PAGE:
Updated: Mar 9, 2020
There are folks out there who are the real "Wednesday Warriors", but it's not who Nick Spencer thinks they are.
If you haven’t heard, former MOCKINGBIRD scribe Chelsea Chain terminated her Twitter account after receiving endless trolling and harassment from comicbro trolls regarding not just the book’s cancellation, but because of the final issue’s cover, in which Bobbi Morse is wearing a shirt that says, “ASK ME ABOUT MY FEMINIST AGENDA”. A perspective I’ve seen expressed by White comicbros on social media is the desire for comic books as a medium to be apolitical or that comics have always existed that way.
…nevermind that comics have been political, or that all the media we consume, by nature, is political.
Even the attempt to be APOLITICAL is a political choice in itself, but knowing facts about the world doesn’t seem to be a strong suit of comicbros.
But this post isn’t about them (entirely). It’s about some comments CAPTAIN AMERICA SAM WILSON & STEVE ROGERS scribe Nick Spencer made on his Twitter about the trolls.
Now, there were a good many folks who thought Spencer was rationalizing the behavior of the trolls, which he wasn’t doing.
Spencer was saying that if we---those of us who care about social justice, diverse representation within comics, etc---want to see changes that need to show up at the comic shops for the books we like, instead of just firing off tweets when our favorite books get canceled. And I would agree with Nick if…this wasn’t something that marginalized groups ALREADY DO and HAVE ALWAYS DONE.
This last tweet actually serves to show one of the main problems within the comics industry: holding work from traditionally marginalized and underrepresented groups to astronomical conditions for success, and if the work fails to reach it? Going back to pushing the antiquated status quo. In pushing this narrative, Spencer inadvertently perpetuates the false idea of there being a meritocracy in comics, and that if there IS a problem, that capitalism will solve it. Spencer had a chance to push for his industry to stop operating according to 1950s marketing ideas but puts the onus of ending a system that underrepresented groups didn't create ONTO underrepresented groups.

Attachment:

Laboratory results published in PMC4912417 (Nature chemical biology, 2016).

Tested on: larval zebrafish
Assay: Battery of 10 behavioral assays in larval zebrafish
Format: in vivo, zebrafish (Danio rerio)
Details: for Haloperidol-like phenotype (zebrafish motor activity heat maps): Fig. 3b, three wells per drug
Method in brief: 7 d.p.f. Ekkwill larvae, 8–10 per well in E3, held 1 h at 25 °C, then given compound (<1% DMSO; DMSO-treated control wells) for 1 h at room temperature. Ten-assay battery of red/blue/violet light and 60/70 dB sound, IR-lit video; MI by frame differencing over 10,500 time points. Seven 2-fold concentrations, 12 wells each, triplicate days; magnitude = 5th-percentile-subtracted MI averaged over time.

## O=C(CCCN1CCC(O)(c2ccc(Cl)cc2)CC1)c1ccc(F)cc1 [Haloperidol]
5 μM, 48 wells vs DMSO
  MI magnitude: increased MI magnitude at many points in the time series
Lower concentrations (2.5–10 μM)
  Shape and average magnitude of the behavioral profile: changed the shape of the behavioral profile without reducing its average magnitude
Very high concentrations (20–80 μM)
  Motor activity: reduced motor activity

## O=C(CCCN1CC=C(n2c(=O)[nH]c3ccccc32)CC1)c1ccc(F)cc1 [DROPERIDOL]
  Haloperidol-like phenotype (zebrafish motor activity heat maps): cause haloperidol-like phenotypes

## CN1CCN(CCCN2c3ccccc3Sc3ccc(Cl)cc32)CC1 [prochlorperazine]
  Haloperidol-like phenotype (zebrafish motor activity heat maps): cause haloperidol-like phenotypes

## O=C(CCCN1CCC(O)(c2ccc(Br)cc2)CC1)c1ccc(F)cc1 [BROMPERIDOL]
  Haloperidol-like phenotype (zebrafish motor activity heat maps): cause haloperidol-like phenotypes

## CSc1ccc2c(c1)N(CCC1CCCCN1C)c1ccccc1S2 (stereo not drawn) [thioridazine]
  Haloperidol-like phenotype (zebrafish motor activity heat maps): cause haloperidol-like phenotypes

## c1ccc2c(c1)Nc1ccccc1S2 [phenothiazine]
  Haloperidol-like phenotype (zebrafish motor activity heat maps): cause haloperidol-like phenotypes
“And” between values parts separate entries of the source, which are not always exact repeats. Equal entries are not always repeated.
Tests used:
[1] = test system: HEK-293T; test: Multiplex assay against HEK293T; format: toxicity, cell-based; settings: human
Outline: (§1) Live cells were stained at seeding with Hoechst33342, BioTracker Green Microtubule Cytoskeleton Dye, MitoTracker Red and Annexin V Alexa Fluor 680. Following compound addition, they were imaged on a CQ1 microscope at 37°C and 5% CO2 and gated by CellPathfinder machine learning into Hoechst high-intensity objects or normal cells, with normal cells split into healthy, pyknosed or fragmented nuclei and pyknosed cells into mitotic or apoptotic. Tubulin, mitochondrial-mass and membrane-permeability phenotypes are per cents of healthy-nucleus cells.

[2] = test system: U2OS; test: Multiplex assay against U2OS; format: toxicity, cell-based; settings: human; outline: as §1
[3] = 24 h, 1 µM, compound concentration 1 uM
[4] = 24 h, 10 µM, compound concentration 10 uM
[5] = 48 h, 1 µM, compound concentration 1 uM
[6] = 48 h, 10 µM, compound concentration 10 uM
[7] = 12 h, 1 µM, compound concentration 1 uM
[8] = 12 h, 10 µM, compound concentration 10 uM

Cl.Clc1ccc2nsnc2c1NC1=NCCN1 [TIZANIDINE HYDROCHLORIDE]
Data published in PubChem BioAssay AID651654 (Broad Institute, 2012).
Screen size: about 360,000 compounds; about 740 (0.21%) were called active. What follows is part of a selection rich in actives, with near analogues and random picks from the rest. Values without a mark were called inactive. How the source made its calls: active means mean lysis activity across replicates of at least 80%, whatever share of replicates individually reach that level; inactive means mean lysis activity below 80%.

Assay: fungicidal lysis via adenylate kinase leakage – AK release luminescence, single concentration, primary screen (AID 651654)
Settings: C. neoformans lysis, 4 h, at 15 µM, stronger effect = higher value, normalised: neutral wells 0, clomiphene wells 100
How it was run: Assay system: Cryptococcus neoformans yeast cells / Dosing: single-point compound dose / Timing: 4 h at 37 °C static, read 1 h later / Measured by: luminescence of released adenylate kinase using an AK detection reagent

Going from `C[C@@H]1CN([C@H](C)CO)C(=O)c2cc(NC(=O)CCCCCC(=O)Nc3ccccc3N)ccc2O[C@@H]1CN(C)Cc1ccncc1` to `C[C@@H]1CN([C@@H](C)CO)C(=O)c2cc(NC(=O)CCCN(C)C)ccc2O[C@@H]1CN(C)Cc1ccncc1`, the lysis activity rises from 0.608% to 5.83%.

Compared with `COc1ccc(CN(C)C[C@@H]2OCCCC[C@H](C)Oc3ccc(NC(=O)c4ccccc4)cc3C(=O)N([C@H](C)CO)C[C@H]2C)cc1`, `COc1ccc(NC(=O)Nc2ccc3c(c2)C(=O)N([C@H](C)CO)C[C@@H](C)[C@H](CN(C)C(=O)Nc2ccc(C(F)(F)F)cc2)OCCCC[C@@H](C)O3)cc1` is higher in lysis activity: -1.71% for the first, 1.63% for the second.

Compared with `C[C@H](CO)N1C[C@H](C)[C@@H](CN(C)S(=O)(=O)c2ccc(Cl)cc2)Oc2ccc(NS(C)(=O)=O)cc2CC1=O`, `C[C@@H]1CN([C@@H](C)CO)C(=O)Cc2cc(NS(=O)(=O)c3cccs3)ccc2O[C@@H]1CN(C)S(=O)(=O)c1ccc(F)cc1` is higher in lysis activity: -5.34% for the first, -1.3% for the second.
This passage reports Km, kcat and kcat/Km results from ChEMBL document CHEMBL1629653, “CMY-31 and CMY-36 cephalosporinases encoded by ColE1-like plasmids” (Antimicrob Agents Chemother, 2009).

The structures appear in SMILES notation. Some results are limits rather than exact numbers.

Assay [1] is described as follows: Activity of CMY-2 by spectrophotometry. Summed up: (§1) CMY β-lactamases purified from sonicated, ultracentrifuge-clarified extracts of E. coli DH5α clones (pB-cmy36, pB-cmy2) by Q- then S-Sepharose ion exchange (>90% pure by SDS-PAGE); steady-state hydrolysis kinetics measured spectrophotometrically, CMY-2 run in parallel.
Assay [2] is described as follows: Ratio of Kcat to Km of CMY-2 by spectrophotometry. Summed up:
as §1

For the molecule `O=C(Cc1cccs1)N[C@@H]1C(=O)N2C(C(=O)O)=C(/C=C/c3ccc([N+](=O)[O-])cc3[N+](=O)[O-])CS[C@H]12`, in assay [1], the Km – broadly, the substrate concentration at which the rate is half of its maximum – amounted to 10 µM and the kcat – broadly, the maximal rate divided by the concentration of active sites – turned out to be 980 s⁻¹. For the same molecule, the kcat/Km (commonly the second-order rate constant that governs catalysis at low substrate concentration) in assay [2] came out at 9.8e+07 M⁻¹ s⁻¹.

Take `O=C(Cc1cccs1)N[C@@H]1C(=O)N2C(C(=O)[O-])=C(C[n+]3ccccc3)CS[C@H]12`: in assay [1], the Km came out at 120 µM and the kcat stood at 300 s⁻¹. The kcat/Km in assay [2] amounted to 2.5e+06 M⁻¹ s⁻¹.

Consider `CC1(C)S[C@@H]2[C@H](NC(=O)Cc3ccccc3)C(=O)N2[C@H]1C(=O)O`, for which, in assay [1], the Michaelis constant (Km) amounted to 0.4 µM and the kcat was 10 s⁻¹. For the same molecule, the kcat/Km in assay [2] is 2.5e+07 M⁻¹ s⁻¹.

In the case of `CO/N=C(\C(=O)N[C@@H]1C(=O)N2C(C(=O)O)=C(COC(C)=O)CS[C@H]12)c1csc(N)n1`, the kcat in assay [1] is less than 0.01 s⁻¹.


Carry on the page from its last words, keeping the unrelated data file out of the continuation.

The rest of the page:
There's one last thing that I disagree with Nick Spencer about, and that's who the #WednesdayWarriors actually are, and that's underrepresented groups.
WE are the ones who’ve bought books for decades, being forced to exist vicariously through characters that didn’t look like us in books that have been tailored to a specific target market that didn’t include us from the jump. WE are the ones who show up every Wednesday and spend our dollars supporting books that have excluded us behind the pencil and ballpoint pen or featured very little of us via stereotypical, superficial character development (with the exception of a few good writers, like Claremont). WE are the ones who bought books where women have been drawn to the point where it was obvious they existed as props for male characters and for the male gaze. WE are the ones who've been fighting for the longest to remind our fave publishers that we exist in the world and therefore should exist in the books we love, and WE ARE THE ONES who deal with harassment and dogpiling in our social media mentions, throwing gallons of shade and snatching edges from comicsbros and internet edgelords when we DARE comic publishing houses to stop ignoring us and to do away with racially problematic marketing and publishing standards.
WE are the #WEDNESDAYWARRIORS.